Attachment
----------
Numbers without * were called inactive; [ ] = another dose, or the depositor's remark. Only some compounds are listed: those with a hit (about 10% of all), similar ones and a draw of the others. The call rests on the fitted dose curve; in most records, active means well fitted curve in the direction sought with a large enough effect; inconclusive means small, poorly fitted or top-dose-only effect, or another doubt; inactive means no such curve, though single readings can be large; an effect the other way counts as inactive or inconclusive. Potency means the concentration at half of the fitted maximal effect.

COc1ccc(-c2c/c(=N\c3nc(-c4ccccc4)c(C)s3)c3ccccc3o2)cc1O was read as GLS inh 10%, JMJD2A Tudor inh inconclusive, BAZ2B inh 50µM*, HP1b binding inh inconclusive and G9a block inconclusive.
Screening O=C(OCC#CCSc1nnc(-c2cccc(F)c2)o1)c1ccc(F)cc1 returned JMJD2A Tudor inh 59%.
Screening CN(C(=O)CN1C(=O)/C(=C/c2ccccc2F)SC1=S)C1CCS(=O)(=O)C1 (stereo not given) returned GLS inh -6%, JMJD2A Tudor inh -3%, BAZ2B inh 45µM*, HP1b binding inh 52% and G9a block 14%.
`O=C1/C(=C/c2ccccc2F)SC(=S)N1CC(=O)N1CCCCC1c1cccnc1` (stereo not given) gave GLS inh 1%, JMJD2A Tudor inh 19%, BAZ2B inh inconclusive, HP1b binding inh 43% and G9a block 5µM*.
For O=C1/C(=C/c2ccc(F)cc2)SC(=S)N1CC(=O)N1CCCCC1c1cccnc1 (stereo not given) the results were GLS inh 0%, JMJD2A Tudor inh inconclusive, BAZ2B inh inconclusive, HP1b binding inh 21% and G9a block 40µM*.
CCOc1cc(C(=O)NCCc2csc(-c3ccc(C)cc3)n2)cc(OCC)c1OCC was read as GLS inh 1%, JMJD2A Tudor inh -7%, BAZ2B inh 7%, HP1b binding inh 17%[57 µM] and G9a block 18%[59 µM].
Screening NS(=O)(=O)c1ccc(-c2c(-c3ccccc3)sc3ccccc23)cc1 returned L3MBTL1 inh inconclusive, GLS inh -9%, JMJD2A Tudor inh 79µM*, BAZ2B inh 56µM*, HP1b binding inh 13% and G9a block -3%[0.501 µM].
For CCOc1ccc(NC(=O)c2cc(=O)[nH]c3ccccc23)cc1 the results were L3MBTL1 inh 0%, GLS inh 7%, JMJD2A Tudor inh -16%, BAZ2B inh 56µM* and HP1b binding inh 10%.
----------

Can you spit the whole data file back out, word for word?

Numbers without * were called inactive; [ ] = another dose, or the depositor's remark. Only some compounds are listed: those with a hit (about 10% of all), similar ones and a draw of the others. The call rests on the fitted dose curve; in most records, active means well fitted curve in the direction sought with a large enough effect; inconclusive means small, poorly fitted or top-dose-only effect, or another doubt; inactive means no such curve, though single readings can be large; an effect the other way counts as inactive or inconclusive. Potency means the concentration at half of the fitted maximal effect.

COc1ccc(-c2c/c(=N\c3nc(-c4ccccc4)c(C)s3)c3ccccc3o2)cc1O was read as GLS inh 10%, JMJD2A Tudor inh inconclusive, BAZ2B inh 50µM*, HP1b binding inh inconclusive and G9a block inconclusive.
Screening O=C(OCC#CCSc1nnc(-c2cccc(F)c2)o1)c1ccc(F)cc1 returned JMJD2A Tudor inh 59%.
Screening CN(C(=O)CN1C(=O)/C(=C/c2ccccc2F)SC1=S)C1CCS(=O)(=O)C1 (stereo not given) returned GLS inh -6%, JMJD2A Tudor inh -3%, BAZ2B inh 45µM*, HP1b binding inh 52% and G9a block 14%.
`O=C1/C(=C/c2ccccc2F)SC(=S)N1CC(=O)N1CCCCC1c1cccnc1` (stereo not given) gave GLS inh 1%, JMJD2A Tudor inh 19%, BAZ2B inh inconclusive, HP1b binding inh 43% and G9a block 5µM*.
For O=C1/C(=C/c2ccc(F)cc2)SC(=S)N1CC(=O)N1CCCCC1c1cccnc1 (stereo not given) the results were GLS inh 0%, JMJD2A Tudor inh inconclusive, BAZ2B inh inconclusive, HP1b binding inh 21% and G9a block 40µM*.
CCOc1cc(C(=O)NCCc2csc(-c3ccc(C)cc3)n2)cc(OCC)c1OCC was read as GLS inh 1%, JMJD2A Tudor inh -7%, BAZ2B inh 7%, HP1b binding inh 17%[57 µM] and G9a block 18%[59 µM].
Screening NS(=O)(=O)c1ccc(-c2c(-c3ccccc3)sc3ccccc23)cc1 returned L3MBTL1 inh inconclusive, GLS inh -9%, JMJD2A Tudor inh 79µM*, BAZ2B inh 56µM*, HP1b binding inh 13% and G9a block -3%[0.501 µM].
For CCOc1ccc(NC(=O)c2cc(=O)[nH]c3ccccc23)cc1 the results were L3MBTL1 inh 0%, GLS inh 7%, JMJD2A Tudor inh -16%, BAZ2B inh 56µM* and HP1b binding inh 10%.